A Very British Eid!


Last Monday marked the blessed festival of Eid-el-Fitr. Somehow I have grown fond of the English translation of “festival” much more than “holiday”; it holds this childlike colorful description of heartfelt festivities. Though the Ummah might be aching or your heart might be breaking for whatever hardships or losses that might be upon your way; this is a day to rejoice and celebrate the countless blessings of Allah upon us. Come to think of it, it is a culture of gratitude no matter how little you have, that you have completed the holy month of Ramadan.

I have traveled far and wide in my young age, spending Eid across three continents. Although the taste of Eid is not truly the same missing family and friends and feeling homesick; there was a new meaning I had yet to feel this Eid…

Paper bunting and Smarties cookies sounded all too weird to the traditional Egyptian “ka’hk” yet it was not about making do, but making new memories. At times I feel that happiness on that day is a grace in itself as well as a choice; nostalgia can be deadly if you dwell upon the lost rather than focusing on the found.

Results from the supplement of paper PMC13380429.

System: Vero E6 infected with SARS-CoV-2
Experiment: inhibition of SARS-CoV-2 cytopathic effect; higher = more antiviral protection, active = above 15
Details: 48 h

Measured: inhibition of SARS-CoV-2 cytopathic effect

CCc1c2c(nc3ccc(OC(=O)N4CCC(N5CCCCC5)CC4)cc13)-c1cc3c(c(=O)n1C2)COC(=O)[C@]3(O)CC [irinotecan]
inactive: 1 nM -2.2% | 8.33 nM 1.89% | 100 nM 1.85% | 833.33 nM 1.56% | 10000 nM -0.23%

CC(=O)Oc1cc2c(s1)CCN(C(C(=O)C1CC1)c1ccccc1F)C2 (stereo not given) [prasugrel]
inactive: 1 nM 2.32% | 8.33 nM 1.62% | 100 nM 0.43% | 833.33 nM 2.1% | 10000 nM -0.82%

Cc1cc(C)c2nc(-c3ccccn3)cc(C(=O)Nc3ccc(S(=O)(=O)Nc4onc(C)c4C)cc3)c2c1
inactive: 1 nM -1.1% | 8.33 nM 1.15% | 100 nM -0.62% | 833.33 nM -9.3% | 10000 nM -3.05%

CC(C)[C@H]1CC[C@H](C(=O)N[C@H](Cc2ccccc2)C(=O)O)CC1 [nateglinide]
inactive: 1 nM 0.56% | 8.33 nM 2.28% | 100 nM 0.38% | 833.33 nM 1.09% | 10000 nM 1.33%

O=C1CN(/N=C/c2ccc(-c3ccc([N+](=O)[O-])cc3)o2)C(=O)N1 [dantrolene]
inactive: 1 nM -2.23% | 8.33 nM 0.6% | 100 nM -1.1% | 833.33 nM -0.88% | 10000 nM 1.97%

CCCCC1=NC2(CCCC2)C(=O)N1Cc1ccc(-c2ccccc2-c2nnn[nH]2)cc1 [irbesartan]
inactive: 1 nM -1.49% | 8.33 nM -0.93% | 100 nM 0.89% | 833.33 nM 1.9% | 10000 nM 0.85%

The visit to the Masjid must have been the highlight of the day; as it truly should and is meant to be. The smiles of sisters of every color and every hue, hugging and greeting without previous acquaintance and sharing their chocolate “Celebrations”. If I think of the origins and nationals I might make a list of a 100 countries; no kidding. Everyone is well dressed and groomed in their own culture, a kameez, an abaya, or even matching fabric for the family of four; only the best is reserved for the Masjid. It may sound subjective, but many a times I’ve attended Eid prayer in Egypt you’d only see sleepy heads in old prayer clothes. I most certainly don’t mean whomever is struggling to make ends meet; but those who are better off, but just don’t want to “ruin” the new outfit saved for the better outing. You see, it was here that I felt the Masjid was indeed a Mecca to the diverse different peoples gathered under the flag of faith. There was no room for prejudice, only a beautiful unity of humanity.


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